North Korea Wants To Hit the U.S. With an Anthrax-Tipped Missile: Report

North Korea's intermediate-range strategic ballistic rocket Hwasong-12 lifts off at an undisclosed location near Pyongyang on August 29. KCNA via KNS / STR / South Korea

Updated | The North Korean regime has started tests with a view to loading intercontinental ballistic missiles (ICBMs) with anthrax, according to regional media reports.

Japanese newspaper Asahi Shimbun reported Tuesday that Pyongyang had undertaken heat and pressure resistance tests, citing an intelligence source in South Korea.

The spy source told the newspaper that Kim Jong Un's regime is testing whether the biological agent can withstand temperatures of more than 7,000 degrees, the temperature that such a missile would face when coming back into the Earth's atmosphere.

Anthrax contaminates the body when spores enter it, multiplying and spreading an illness that could be fatal. Weaponized anthrax mostly infects humans through inhalation, which is the deadliest form of transmission. Skin infections of anthrax are less deadly. Inhalation anthrax has an overall death rate of 80 percent.

The source said that North Korea was likely looking to load its range of ICBMs with anthrax, as its nuclear-tipped missiles cannot yet reach the U.S. mainland.

On Monday, the Trump administration released its National Security Strategy, which warned North Korea was "pursuing chemical and biological weapons which could also be delivered by missile."

It read: "North Korea—a country that starves its own people—has spent hundreds of millions of dollars on nuclear, chemical, and biological weapons that could threaten our homeland."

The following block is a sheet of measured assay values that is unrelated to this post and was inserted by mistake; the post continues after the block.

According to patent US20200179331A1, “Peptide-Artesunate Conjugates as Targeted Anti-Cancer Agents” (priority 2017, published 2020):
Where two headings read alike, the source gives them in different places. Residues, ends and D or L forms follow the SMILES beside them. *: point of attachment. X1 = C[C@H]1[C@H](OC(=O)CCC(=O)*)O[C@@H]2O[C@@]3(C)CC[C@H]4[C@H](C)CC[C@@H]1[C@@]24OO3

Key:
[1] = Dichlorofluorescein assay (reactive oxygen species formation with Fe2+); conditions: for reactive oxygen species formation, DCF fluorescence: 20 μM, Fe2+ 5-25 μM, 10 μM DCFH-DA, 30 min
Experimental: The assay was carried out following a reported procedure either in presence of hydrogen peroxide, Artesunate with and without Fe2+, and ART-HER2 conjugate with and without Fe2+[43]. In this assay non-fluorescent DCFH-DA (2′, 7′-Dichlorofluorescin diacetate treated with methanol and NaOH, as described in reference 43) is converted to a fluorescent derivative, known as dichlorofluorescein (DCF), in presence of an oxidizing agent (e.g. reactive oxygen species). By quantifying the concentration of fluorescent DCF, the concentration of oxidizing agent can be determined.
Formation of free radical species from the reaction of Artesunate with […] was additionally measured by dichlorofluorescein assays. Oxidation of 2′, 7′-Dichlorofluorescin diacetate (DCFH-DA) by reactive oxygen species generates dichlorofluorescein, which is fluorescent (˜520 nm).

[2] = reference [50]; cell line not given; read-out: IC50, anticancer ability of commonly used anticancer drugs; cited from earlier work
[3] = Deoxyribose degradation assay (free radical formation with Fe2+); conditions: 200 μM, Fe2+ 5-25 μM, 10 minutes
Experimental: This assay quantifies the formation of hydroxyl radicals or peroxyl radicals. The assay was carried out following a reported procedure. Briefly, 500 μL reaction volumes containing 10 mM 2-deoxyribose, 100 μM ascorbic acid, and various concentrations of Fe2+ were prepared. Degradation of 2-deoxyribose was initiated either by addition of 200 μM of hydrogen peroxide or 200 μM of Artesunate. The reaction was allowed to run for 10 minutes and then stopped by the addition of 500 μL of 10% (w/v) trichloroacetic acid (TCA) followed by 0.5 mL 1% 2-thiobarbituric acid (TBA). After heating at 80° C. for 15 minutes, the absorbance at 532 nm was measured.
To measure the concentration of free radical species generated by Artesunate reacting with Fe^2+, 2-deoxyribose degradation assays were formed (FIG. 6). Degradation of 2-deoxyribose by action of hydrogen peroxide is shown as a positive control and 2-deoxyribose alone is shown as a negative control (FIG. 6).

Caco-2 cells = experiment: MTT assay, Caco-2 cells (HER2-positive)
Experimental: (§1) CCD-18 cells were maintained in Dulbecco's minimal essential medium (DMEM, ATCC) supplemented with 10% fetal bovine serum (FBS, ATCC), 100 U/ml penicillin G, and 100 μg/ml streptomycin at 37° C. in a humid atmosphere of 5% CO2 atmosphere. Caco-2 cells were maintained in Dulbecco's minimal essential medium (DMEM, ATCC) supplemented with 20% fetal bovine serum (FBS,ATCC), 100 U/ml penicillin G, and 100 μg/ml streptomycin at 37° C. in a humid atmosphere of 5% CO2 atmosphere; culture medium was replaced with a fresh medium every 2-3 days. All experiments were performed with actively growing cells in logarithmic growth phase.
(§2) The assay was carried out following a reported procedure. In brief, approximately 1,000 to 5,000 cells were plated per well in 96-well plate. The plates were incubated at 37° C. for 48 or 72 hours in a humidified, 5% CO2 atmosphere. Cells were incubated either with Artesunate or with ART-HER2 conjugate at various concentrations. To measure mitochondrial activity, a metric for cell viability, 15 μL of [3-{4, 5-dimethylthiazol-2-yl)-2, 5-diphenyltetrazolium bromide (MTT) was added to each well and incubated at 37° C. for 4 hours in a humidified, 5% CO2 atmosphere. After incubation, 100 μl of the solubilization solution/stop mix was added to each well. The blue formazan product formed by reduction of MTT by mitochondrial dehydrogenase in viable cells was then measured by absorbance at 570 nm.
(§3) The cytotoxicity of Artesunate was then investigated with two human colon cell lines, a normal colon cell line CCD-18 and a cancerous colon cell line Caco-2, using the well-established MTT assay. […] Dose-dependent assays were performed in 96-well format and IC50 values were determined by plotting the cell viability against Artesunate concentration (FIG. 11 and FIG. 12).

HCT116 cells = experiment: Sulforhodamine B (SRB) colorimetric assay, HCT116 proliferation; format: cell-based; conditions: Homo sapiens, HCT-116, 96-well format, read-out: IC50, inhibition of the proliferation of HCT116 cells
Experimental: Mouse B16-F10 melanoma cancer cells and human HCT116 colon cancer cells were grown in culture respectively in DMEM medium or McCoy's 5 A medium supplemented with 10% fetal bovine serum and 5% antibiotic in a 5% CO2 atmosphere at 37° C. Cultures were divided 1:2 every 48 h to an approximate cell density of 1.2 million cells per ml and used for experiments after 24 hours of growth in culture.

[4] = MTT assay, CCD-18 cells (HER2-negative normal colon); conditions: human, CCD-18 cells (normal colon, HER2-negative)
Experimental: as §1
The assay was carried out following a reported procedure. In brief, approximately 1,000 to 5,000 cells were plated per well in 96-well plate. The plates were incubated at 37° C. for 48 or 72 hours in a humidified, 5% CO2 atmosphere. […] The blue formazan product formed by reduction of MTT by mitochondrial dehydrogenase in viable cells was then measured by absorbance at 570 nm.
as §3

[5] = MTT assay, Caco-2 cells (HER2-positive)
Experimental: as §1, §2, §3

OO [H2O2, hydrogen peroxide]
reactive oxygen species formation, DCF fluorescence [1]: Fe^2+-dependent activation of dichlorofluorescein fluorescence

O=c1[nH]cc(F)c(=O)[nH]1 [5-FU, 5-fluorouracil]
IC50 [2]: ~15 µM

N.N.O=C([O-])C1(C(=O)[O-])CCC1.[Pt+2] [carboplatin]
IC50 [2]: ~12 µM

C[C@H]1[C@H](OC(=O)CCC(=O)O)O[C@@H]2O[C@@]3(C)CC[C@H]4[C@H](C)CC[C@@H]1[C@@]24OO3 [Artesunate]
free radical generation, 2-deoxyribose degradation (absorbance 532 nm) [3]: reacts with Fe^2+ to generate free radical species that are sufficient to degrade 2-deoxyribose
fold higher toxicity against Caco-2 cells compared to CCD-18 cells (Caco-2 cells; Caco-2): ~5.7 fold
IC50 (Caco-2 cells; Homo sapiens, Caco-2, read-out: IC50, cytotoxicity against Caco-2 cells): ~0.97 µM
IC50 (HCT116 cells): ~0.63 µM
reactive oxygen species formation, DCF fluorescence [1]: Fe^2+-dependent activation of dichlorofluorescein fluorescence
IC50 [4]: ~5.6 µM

Washington and Seoul have carried out joint military drills simulating and combating an attack of a biological nature. U.S. troops stationed in South Korea have been vaccinated against anthrax for over a decade, according to the newspaper.

Tensions have continued to rise between North Korea, its regional rivals and the United States. President Donald Trump has engaged in bellicose rhetoric with the North Korean leader, who has referred to him as a "dotard."

Both have threatened military action against the other, and fears of a conflict breaking out have risen, particularly in nearby Japan and South Korea.

In November, Kim Jong-un said a ballistic missile launch demonstrated his regime's ability to strike anywhere in U.S. territory with a nuclear-loaded missile, according to the Korean Central News Agency (KCNA), the hermit kingdom's state news outlet. His claims are yet to be verified.

Trump's National Security Adviser H.R. McMaster said earlier this month that North Korea was the "greatest immediate threat to the U.S." In reaction to North Korea missile tests and threats, the U.S. has engaged in a major joint military exercise this month with the South Korean army that involved more than 12,000 personnel.

It is not only Trump railing against the North Korean despot. The international community, including its only diplomatic ally in China, have rounded on the regime to impose the strongest sanctions on Pyongyang yet.

No country has recognized North Korea as a nuclear power despite its claim to have nuclear capabilities. Russia and China, while condemning Kim's missile launches, have attempted also to rein in the North Korean leader through dialogue. Both proposed an agreement whereby North Korea stops missile tests, and Washington and Seoul halt all military exercises, which North Korea deems provocative.

To combat any attack from its neighbor, with which South Korea technically remains at war, South Korean scientists have been working to train artificial intelligence that can detect anthrax at fast speeds.

Researchers from the Korea Advanced Institute of Science and Technology announced in August the creation of an algorithm that has the ability to study bacterial spores and identify the biological agent in just seconds, instead of a day, using microscopic images.

North Korea has used chemical agents in the past to conduct attacks and assassinations, such as the February 2016 assassination of Kim Jong Un's half-brother Kim Jong Nam using a VX agent at Malaysia's Kuala Lumpur International Airport.

This story has been updated with background on the political tensions between the U.S. and North Korea.